I need to go ahead and get this out of the way.
Most books are better than the movie. This is a well known and constantly repeated fact. There are a few exceptions to this rule - Witches of Eastwick, Chocolat and Practical Magic being three of those exceptions (sorry ladies who love the books, they bored the hell outta me and totally not what I expected after such imaginative movies).
This movie and book were not exceptions.
If I was enamoured with the movie, I am deeply involved with the book...
I'd wear its Letterman jacket, or ring...we might just get matching tats.
I smile immediately at the intro that explains how this story, with its 3 main sections and its 108 parts, like the beads of a mala with this 109th bead being her section of thanks. It was such a beautiful, thought-provoking explanation. I hadn't ever read a book set up in such a way. It was introducing me to a friend for the first time, it seemed, after its reputation preceded and we had eyed each other from across the cocktail party. Hello. It also made me get out my mala after it had been put away for a few months.
One of my favorite characters is in this part of the book is Luca Spaghetti. This is a man who I would invite out to eat just to hear him talk about food and people and life. I think they did a good job casting for him in the movie but this character, I don't think, could ever really be captured on film.
We are quickly transported from Italy to India...from the world of laid back, amused pleasure to a universe of calm, spiritual, focused concentration.
As much as I wanted to visit Italy after reading part 1, I am dying to visit India after reading part 2.
The idea of spending 4 months in an Ashram, where my only focus is meditating, yoga, the Geet, and getting in touch with the Divine...sounds...well, divine!
Liz is honest about the experience though. There are difficulties such as malaria carrying mosquitoes, being surrounded by poverty, the rough days of getting up at 3 am to meditate, do yoga and attend what is called the Geet all before breakfast at 9. I know myself well enough that a week of that would either make me or break me.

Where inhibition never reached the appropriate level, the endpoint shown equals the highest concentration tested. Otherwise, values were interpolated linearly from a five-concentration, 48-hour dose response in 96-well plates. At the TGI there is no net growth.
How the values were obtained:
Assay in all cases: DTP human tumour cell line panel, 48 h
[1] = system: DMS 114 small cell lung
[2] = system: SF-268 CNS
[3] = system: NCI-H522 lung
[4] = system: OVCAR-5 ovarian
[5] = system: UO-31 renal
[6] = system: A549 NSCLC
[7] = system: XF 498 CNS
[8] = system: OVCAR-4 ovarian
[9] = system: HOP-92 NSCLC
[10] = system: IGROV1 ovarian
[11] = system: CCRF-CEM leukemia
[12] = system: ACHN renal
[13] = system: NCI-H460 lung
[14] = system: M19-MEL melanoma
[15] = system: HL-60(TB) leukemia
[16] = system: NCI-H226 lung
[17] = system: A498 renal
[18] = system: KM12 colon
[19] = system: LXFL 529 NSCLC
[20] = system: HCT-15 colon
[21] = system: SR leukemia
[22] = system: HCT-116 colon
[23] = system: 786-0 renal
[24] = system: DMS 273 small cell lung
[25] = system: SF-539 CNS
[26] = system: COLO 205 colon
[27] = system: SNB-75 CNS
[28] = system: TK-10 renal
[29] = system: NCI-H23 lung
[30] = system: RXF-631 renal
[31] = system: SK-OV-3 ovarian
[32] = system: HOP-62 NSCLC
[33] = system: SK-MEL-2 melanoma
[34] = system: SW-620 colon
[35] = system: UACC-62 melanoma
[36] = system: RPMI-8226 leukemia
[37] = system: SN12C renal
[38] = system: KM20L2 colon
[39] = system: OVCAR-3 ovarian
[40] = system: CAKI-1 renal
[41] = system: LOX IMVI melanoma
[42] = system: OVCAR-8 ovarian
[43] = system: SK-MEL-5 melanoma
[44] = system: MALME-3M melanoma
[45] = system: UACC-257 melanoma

I also think many of us can completely relate to her difficulty of meditating while the brain or mind keeps distracting you. I do want to point out that she does overcome it and this type of meditation, the clearing of the mind, has been said to be one of the most difficult for those of the Western world to practice.
It is in this section that I cried. Please, if you never read this book...please pick it up at a book store and read pages 157-158. I fell in love with her argument between mind and heart and the heart's response...made me cry joyfully.
But before I give too much away...
Of course, if you've seen the movie, you know that this is where Liz finds love in a Brazilian man named Filipe. Their story is actually continued in the book Committed. So if you fell in love with Felipe too, you might want to check that out.
In Bali, Liz focuses on Balance.
How do you balance a life between pleasure and devotion?
I have this question too. Should I be an Epicurian? Experience everything life has to offer? OR should I cultivate a life of meditative devotion to the divine? I think I chose my pagan ways because it has this balance. For Liz, this balance was found in practice of her meditation, her yoga, her relationships and her love. She found no reason to give up any of these things. All she gave up was attachment to misery that is guilt and shame and worry. I love that.
I have recommended it to all of my friends and read it aloud to Damon, whether he wanted to hear it or not, hah! I recommend it to you, too!